Each frame is loaded with information – even the showboating ones. For example, imagine the symbolism of a shot that presents a couple of arguing dogs as black silhouettes juxtaposed against a mountain of “multi-coloured” trash. Imagine that of the only two procedures shown in grave detail – a chef intricately preparing sushi on a chopping table, and a surgeon methodically slicing across bodies during a kidney transplant operation. Hence, it isn’t too unusual that for a filmmaker with such visual flair, it’s the thoughts, the broader analogies – his screenplays – that also fetch him several award nominations. I’m just not sure they’re written on actual paper. Perhaps on a bunch of old fliers advertising Akira Kurosawa’s “axial cut” workshops?
Unlike evocative Pixar productions, Anderson often thrives on mechanizing the concept of life. The voices are usually monotonous, the movements a caricature of motion. The absence of fluidity – his shooting techniques amplify this effect – in most scenes help establish a landscape of behavioral awkwardness that automatically weaponizes the “outcast”. Normally it’s just the protagonist that physically symbolizes a sense of alienation (say, an Edward Scissorhands); here, it’s the entire canvas.
He thrives on disorienting us with these miniaturist illusions of civilization – his distinctive chapter-wise style and eccentric voice-overs make sure we know that we are merely watching pages from a storybook being flipped really fast. It counts on us knowing that his is an artificial world whose characters seem to be reacting despite the craft and not because of it. In a way, the deadpan faces, untimely silences and clinical symmetry of motion are results – and depictions – of figures that are reluctant to believe in the very concept of animation.
This replicates a feeling of magic realism that might be inherently entrenched within the minds of the film’s occupants. What looks funny to us is certainly not as funny to them. Even his live-action movies – especially Moonrise Kingdom and The Grand Budapest Hotel – are designed to emulate this stilted, sociopathic vibe, almost as if any of their frames might turn over to reveal Anderson maniacally pulling the strings atop a giant dollhouse. Much like Fantastic Mr. Fox, Isle of Dogs is surprisingly affecting in this quest for expression. I found myself tearing up at more than just the prospect of abandoned dogs, weak dogs, angry dogs and intelligent dogs. I found myself oddly moved by the tragicomedy of a tribal dog passionately dissecting accusations of cannibalism. I found myself laughing at the idea of Bill Murray voicing a withered dog in Japan, and his fleeting reaction to Scarlett Johansson’s isolated existence. And at Tilda Swinton’s single-word cameo as an ‘Oracle’ pug whose talents stem from her TV news addiction.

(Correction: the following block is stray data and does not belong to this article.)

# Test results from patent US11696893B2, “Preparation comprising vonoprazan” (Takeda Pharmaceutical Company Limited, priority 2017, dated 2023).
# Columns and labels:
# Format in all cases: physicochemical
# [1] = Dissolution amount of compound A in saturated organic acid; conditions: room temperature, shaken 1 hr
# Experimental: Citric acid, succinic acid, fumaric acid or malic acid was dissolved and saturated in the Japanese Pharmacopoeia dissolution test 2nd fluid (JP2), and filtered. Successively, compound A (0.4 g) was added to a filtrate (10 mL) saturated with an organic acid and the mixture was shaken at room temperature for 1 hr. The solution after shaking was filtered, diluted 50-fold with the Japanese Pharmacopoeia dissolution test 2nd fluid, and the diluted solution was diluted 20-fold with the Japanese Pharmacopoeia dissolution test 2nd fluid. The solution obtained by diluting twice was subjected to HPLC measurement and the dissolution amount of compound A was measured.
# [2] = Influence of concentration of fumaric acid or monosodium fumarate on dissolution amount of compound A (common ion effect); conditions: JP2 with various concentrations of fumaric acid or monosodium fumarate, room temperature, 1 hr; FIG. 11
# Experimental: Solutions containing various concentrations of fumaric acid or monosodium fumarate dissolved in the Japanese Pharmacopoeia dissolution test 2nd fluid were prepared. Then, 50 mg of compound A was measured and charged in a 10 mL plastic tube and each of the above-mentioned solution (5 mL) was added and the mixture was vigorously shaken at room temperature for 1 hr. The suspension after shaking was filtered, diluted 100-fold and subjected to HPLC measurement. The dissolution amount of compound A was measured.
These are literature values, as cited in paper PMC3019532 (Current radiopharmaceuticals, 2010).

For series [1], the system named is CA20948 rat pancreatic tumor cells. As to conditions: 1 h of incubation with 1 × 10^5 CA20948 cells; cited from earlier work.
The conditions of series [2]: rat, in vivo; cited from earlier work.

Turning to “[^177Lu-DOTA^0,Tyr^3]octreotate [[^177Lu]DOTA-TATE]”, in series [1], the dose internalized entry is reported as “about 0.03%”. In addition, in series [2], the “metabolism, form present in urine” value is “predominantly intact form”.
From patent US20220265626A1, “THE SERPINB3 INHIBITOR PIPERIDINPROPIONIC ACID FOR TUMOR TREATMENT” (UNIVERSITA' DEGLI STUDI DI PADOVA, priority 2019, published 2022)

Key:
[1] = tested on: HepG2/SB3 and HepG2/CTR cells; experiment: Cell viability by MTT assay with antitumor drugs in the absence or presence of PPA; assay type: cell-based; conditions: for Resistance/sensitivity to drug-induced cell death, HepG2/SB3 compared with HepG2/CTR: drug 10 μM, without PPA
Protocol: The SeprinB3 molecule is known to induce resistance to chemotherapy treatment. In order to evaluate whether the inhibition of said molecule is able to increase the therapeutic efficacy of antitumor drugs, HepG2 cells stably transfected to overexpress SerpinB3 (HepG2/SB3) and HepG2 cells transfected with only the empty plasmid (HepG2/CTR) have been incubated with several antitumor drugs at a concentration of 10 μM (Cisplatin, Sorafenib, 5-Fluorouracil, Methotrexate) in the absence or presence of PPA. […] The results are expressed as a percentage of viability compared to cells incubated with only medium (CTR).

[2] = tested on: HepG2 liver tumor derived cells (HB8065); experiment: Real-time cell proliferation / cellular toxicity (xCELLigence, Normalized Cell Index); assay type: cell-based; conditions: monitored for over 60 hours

Of course it all came together. Irrespective of mood, genre, medium, species – it had to. Because the invisible thread of kinship connecting a child to a dog is the same one that connects this filmmaker’s vision to our perception of controlled imagery. It is, in essence, a language private and beyond reason. Clearly, for Wes Anderson, all the world’s a postman, and its men and women merely dogs.